The benefit: If you know which bin the grain went into, if you know what was transferred in and out, and it was graded carefully when it was transferred, you can keep the quality records of the elevator much more realistic than a simple guess, and your inventory is much more accurate.

Similar to other formalized, statistically based quality management systems, like ISO-based standards, traceability came as a subset of the need for formalized record keeping in the grain and grain processing industries. While other raw materials require a very exhaustive analysis of products as they go in and out of the system, in a grain elevator, they typically do not.

“You’re losing money if you don’t know exactly where your grain is,” Hurburgh explains. “You lose money on the blend. You’re potentially losing money because bad quality starts to build up and you wonder why… There are a number of ways you can lose money if you don’t know; and ways that you could make money if you do know.”

Put simply, the primary incentive for imposing quality management systems: It’s good business and effective management.

“Future tracing technology will enable the grain industry to trace grain back to the field level,” Herrman explains. “You may be able to identify the source of grain to individual farms or fields. It would be a composite, but would be providing more detail than current record-keeping systems.”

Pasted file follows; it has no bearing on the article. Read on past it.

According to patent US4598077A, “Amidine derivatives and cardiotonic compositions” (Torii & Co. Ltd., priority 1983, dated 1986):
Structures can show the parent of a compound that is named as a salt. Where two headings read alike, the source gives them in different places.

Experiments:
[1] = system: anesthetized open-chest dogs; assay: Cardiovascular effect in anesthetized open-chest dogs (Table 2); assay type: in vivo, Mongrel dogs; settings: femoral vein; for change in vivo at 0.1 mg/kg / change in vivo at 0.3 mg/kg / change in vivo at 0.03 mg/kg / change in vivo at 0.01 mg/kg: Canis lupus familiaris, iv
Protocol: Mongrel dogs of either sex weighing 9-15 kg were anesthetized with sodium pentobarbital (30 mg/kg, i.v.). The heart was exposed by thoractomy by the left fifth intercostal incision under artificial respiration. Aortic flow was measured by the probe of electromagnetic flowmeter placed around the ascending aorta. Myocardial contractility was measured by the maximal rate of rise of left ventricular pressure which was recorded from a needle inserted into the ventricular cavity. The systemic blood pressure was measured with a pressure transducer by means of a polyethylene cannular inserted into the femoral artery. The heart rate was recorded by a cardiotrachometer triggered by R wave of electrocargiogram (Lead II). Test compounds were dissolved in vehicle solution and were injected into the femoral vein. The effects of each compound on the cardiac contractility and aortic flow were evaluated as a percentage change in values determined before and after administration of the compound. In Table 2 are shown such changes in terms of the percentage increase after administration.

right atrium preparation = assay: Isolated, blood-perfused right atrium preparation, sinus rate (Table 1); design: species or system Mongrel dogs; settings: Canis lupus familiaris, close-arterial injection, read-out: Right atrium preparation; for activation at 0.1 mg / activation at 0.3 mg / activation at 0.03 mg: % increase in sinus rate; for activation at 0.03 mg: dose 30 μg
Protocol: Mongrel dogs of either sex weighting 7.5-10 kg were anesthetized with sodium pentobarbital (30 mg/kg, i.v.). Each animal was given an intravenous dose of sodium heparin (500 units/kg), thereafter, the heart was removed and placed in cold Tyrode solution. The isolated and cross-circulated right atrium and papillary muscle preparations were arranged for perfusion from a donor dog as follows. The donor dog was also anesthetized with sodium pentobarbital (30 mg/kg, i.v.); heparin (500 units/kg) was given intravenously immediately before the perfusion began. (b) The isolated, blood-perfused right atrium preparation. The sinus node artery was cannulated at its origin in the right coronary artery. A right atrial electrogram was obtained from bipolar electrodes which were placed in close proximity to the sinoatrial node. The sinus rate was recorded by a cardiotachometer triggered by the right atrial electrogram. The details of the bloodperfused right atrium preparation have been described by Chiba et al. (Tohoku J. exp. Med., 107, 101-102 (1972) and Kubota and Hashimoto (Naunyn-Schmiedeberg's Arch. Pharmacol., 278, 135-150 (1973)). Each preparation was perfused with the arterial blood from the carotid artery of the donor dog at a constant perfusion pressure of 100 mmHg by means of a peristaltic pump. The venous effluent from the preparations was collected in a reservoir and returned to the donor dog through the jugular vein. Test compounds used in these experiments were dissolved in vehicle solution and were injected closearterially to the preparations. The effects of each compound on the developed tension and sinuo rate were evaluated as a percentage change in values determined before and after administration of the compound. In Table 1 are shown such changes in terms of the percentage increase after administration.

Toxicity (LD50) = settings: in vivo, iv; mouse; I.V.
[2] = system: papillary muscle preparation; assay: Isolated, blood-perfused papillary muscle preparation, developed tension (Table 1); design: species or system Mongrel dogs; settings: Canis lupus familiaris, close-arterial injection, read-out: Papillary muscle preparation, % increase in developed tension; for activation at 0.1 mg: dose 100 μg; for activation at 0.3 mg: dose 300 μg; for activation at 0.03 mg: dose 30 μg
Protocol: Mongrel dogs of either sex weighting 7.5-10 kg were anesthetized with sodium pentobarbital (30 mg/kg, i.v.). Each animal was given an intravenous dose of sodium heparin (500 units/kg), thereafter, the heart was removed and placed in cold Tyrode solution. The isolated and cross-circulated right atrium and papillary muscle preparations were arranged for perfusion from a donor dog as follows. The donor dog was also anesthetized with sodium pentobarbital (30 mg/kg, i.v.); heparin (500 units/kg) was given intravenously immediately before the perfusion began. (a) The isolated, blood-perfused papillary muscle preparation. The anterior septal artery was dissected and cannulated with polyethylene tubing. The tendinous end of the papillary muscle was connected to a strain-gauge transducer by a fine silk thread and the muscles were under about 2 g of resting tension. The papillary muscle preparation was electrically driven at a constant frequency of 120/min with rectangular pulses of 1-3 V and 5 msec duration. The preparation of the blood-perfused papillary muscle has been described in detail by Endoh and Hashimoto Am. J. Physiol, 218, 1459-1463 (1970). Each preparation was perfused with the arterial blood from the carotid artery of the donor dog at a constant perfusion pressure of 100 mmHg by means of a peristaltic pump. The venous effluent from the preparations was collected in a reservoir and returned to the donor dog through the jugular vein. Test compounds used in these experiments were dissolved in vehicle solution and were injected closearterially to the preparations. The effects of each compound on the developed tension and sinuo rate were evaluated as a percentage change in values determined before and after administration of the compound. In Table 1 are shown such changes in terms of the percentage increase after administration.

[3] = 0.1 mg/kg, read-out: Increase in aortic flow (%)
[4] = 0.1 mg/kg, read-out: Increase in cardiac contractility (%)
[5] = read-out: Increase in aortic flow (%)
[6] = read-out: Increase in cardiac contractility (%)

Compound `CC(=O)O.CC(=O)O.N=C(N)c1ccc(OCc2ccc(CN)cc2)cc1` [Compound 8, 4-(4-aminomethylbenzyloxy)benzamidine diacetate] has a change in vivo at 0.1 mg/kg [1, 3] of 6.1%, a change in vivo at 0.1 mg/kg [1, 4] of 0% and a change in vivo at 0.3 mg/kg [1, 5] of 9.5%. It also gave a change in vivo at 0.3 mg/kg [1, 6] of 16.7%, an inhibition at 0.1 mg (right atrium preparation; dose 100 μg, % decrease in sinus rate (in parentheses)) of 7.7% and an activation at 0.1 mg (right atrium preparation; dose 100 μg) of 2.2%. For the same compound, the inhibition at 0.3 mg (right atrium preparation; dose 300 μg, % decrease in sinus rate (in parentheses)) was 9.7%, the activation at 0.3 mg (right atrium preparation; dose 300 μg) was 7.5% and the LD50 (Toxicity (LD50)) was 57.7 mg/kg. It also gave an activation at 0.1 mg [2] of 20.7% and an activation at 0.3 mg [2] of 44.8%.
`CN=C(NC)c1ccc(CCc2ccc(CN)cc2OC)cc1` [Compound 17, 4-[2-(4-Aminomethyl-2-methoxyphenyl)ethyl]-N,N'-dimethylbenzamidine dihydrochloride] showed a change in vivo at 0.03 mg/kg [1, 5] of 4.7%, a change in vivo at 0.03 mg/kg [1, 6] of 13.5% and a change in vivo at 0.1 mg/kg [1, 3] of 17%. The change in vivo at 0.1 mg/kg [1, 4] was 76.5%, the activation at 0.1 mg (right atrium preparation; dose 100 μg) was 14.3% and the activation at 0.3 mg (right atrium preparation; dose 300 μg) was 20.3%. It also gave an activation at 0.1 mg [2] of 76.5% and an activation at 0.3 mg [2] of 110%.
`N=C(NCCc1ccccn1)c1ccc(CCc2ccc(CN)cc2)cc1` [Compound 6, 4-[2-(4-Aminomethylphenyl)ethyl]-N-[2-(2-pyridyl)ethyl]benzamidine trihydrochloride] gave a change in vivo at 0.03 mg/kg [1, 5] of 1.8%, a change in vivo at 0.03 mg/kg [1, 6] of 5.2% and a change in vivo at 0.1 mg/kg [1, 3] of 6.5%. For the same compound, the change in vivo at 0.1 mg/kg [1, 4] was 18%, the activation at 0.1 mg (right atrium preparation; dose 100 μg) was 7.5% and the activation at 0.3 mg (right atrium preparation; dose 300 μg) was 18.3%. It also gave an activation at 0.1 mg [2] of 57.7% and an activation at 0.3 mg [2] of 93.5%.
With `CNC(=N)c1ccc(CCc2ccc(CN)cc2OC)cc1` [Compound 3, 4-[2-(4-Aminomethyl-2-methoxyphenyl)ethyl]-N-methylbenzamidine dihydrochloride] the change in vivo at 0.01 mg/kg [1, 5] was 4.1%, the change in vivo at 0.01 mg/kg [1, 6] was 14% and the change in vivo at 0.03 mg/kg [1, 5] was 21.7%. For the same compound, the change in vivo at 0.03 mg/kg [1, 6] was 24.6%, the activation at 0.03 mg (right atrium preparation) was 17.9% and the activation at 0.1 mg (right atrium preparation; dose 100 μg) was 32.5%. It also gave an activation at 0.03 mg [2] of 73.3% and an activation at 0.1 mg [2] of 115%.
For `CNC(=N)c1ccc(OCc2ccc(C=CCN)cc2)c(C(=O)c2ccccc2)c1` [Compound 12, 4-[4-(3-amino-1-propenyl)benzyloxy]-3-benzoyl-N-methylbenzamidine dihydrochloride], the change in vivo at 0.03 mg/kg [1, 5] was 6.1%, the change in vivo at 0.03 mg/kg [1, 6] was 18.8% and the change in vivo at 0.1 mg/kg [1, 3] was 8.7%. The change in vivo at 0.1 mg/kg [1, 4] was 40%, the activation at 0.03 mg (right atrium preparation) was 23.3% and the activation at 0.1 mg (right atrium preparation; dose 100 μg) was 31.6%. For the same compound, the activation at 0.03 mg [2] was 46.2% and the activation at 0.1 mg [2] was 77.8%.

Added benefits of a QMS

“I find it is characteristic, in any industry, that we tend to be data rich and information poor,” Herrman says.

While it may be customary to collect more records than are utilized, capturing the value of those records is a function of management — and what you do with this paperwork could hold the key to greater, less obvious, returns.

“As an industry we have to focus in on the cost-benefit aspects of quality management systems with traceability, not the regulatory aspects,” Ravlin says.

“Once you start paying closer attention to your record keeping, you find there are ways to improve process efficiency,” Dr. Dirk Maier, chair of the Department of Grain Science and Industry, Kansas State University, explains. “It’s not so much about traceability, which is for food safety; it’s about taking a quality management approach. By taking a process approach, you improve the efficiency of operations and ensure quality at each point — and in everything you do in a quality manner.”